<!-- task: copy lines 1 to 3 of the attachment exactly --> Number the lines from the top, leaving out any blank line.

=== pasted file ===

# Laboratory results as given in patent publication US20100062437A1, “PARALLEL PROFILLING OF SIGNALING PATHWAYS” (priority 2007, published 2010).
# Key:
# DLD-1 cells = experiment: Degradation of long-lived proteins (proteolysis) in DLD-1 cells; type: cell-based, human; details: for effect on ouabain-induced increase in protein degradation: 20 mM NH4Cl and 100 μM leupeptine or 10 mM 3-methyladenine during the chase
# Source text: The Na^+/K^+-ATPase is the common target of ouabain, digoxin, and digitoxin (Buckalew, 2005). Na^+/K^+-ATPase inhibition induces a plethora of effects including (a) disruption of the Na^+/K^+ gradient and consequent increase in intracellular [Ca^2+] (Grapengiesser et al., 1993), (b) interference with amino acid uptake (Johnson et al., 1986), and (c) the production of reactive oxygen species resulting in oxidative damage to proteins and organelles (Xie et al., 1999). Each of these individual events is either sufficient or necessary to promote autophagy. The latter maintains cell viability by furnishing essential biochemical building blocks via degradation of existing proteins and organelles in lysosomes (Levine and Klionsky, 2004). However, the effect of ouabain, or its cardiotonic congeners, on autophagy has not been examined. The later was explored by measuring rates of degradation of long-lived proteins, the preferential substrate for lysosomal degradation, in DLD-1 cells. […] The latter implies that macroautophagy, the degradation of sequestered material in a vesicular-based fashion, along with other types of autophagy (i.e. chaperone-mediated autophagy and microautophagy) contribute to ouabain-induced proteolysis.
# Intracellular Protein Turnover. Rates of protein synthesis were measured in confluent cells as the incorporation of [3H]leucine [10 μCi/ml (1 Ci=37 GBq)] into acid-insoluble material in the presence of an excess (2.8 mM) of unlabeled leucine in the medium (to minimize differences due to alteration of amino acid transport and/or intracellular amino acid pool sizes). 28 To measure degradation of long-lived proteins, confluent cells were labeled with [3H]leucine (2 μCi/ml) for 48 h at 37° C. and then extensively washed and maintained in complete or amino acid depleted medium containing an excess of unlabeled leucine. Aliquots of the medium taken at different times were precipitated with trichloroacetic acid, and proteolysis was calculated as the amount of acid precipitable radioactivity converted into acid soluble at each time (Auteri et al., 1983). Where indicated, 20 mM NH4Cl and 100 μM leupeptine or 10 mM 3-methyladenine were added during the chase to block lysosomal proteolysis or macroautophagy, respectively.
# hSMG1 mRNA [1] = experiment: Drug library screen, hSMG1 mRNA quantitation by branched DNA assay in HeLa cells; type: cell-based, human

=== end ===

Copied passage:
# Laboratory results as given in patent publication US20100062437A1, “PARALLEL PROFILLING OF SIGNALING PATHWAYS” (priority 2007, published 2010).
# Key:
# DLD-1 cells = experiment: Degradation of long-lived proteins (proteolysis) in DLD-1 cells; type: cell-based, human; details: for effect on ouabain-induced increase in protein degradation: 20 mM NH4Cl and 100 μM leupeptine or 10 mM 3-methyladenine during the chase